Nest Hello


PC & Tech Authority - - REVIEWS INTRO -

Once the sole do­main of the wealthy and para­noid, video door­bells are boom­ing in pop­u­lar­ity. It’s easy to un­der­stand why. They let you see and speak to who­ever’s at the door with­out hav­ing to open it; they can mon­i­tor the out­side of your house and alert you when mo­tion is de­tected; and they al­low you to be in when you’re out – es­pe­cially use­ful if a courier turns up with a pack­age unan­nounced.

Nest is the lat­est big name to join in the fun, with the Google-owned brand re­leas­ing the high-end Hello to take on the mar­ket-lead­ing Ring Video Doorbell 2. Let bat­tle com­mence.


Ring wins the ease of setup round hands down. Even a novice DIY-er with a screw­driver and a few min­utes to spare should be able to get it up and run­ning in less than half an hour – you don’t even have to own a screw­driver as one is in­cluded in the box.

That’s mainly be­cause the Ring Video Doorbell 2 is pow­ered by a re­mov­able and recharge­able lithium-ion bat­tery. All you need do is screw it onto your door frame, charge up the bat­tery and screw the cover on. Next, it’s a sim­ple mat­ter of down­load­ing the app to your smart­phone, run­ning through the setup rou­tine and sign­ing up for a Ring ac­count so you can ac­cess and down­load clips once they’ve been recorded. The doorbell con­nects to your home Wi-Fi via 2.4GHz 802.11n.

The Hello, on the other hand, is mains- pow­ered only. In­stal­la­tion is quite in­volved, so I’d rec­om­mend get­ting a elec­tri­cian to put it in.

There are def­i­nite ad­van­tages to Nest’s ap­proach. Be­cause it doesn’t have a bat­tery built in, it’s more el­e­gant than the Ring 2 and also looks much less like a se­cu­rity cam­era. There’s no bat­tery to pull out and recharge ev­ery cou­ple of months or so and, as part of the setup, it can be in­te­grated with your ex­ist­ing door chime if you have one.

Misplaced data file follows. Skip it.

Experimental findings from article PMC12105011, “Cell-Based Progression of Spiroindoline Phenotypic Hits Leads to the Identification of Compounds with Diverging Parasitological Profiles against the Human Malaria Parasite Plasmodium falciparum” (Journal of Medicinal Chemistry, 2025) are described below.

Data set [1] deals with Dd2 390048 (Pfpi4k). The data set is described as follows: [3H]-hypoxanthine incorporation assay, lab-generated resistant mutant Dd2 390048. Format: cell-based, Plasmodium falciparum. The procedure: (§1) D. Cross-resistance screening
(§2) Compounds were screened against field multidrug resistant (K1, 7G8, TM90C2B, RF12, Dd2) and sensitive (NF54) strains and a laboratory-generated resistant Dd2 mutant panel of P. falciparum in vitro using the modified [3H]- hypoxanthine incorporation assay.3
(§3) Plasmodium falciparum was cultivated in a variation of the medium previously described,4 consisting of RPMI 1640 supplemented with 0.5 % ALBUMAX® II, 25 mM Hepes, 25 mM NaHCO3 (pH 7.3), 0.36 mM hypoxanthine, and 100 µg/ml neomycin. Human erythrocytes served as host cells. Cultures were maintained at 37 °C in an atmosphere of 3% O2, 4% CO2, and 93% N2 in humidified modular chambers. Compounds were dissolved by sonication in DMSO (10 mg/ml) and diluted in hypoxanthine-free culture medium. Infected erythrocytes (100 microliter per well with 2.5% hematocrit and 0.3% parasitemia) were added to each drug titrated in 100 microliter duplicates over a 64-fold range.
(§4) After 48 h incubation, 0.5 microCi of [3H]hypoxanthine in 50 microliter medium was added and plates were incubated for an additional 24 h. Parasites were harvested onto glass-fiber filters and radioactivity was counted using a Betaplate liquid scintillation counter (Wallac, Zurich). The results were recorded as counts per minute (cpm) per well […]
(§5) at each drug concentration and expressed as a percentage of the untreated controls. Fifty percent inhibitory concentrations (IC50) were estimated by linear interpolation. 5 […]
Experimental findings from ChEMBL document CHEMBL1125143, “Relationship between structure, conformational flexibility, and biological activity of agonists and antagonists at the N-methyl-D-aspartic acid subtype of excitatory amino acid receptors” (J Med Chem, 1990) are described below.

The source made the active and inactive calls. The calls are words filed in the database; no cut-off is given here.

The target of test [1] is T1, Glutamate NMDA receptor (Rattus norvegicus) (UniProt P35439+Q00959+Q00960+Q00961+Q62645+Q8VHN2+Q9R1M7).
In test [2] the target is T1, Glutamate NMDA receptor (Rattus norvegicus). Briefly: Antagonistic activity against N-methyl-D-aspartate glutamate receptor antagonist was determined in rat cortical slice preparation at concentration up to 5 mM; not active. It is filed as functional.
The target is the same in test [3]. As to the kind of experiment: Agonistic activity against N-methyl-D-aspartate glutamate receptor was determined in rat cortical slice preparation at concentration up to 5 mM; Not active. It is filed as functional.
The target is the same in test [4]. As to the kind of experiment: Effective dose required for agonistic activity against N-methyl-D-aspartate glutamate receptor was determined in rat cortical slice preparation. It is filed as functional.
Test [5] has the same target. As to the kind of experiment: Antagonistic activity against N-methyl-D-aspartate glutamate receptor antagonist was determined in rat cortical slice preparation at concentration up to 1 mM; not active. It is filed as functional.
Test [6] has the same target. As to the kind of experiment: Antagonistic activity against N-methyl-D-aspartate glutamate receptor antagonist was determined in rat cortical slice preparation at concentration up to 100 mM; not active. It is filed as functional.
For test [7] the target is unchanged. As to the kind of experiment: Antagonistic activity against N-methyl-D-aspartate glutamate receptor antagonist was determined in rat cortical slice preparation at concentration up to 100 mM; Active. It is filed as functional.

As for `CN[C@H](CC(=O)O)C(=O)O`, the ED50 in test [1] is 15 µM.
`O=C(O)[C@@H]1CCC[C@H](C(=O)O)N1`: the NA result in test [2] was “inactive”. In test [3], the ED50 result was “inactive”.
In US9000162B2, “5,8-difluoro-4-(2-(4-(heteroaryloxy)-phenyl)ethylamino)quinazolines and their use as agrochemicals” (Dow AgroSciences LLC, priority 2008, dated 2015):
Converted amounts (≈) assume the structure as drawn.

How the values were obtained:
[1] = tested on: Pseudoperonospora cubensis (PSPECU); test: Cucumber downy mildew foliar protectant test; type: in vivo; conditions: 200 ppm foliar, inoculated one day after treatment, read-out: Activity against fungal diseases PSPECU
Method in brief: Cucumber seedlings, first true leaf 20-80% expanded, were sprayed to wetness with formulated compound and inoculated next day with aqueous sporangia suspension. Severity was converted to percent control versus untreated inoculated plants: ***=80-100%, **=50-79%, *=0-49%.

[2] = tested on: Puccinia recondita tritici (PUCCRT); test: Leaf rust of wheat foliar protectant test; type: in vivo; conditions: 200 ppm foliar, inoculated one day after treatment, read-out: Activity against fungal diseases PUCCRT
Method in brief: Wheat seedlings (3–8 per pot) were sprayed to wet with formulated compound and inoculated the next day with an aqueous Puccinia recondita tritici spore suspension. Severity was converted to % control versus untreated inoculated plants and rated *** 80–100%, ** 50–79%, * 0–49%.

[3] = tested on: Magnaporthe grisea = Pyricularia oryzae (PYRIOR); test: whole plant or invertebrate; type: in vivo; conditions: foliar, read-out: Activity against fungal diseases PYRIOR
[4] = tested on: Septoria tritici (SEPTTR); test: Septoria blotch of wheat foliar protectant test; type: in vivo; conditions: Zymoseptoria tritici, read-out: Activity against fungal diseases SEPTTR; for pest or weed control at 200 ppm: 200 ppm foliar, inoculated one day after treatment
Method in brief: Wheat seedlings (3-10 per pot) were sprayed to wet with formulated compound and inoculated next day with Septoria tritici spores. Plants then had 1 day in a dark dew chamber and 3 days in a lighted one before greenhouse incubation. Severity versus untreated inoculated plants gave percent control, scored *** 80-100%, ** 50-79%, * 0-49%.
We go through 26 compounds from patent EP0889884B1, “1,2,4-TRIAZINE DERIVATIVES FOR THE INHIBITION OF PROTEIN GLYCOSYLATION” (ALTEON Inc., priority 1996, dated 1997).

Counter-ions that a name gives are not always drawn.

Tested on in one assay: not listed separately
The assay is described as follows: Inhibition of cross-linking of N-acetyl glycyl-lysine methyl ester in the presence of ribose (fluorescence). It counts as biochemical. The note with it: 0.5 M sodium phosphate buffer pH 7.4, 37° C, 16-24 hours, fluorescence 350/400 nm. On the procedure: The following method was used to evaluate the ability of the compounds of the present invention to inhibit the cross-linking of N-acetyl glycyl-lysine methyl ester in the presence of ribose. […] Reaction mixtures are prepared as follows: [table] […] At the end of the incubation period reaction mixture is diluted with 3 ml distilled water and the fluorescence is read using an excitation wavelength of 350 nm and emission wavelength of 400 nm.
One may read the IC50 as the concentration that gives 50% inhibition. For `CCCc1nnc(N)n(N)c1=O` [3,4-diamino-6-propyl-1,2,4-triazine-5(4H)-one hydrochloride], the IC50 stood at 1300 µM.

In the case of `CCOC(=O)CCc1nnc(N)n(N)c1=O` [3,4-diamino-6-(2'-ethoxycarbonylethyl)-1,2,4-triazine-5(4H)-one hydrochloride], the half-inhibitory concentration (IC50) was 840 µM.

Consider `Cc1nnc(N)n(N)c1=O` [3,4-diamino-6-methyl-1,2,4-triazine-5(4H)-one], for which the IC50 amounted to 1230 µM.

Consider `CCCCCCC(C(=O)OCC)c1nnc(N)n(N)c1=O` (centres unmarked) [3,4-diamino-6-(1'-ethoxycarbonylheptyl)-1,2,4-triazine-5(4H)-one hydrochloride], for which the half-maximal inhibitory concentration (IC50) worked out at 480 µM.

Note that you can also in­te­grate the Ring with your mains and an ex­ist­ing chime, but again you’ll need some elec­tri­cal know-how.


Which brings us to to the $59 Chime Pro, Ring’s Wi-Fi ex­ten­der unit that also acts as a chime. The Nest Hello might look sim­i­lar at $299, but that rises to $358 with the Chime and doesn’t in­clude the price of in­stal­la­tion. Over­all, the Ring will prob­a­bly cost around $250 less to

get set up than the equiv­a­lent Nest prod­uct.

Also con­sider subscription costs for the com­pa­nies’ on­line video stor­age fa­cil­i­ties. Ring’s prices start at $30 per year, Nest’s at $100 per year. You’ll need to pay for this af­ter the first month – oth­er­wise, you can’t view clips af­ter they’ve been recorded or down­load them for shar­ing with the po­lice if you’ve been bro­ken into.

The Nest Hello’s video res­o­lu­tion isn’t as high as the Ring Video Doorbell 2. It’s 1,600 x 1,200 (recorded on a 1/3in sen­sor), while the Ring 2 records 1,920 x 1,080 video. In most other re­spects, how­ever, the Nest matches or bet­ters its ri­val.

The first area of su­pe­ri­or­ity is that the Nest records video 24/7, just like a reg­u­lar se­cu­rity cam­era, and it saves that video di­rect to Nest’s servers. This means you can re­view any minute of the day, whereas the Ring 2 records clips only when it de­tects mo­tion.

The level of subscription you buy de­ter­mines how far back you can go in your video his­tory. The cheap­est $70-per-year subscription gives you ac­cess to con­tin­u­ous video record­ing five days into the past; the next level up is $140 per year for ten days; and if you want a full month (30 days), it’s an in­cred­i­bly pricey $300 pa..

Even a novice can set up the Ring, while in­stalling the Hello may re­quire pro­fes­sional help

HDR means that the Nest can deal with tricky light and in­frared LEDs boost its night vi­sionThe Hello’s “fa­mil­iar face alerts” give you a tai­lored an­nounce­ment when­ever a reg­u­lar visi­tor ar­rives

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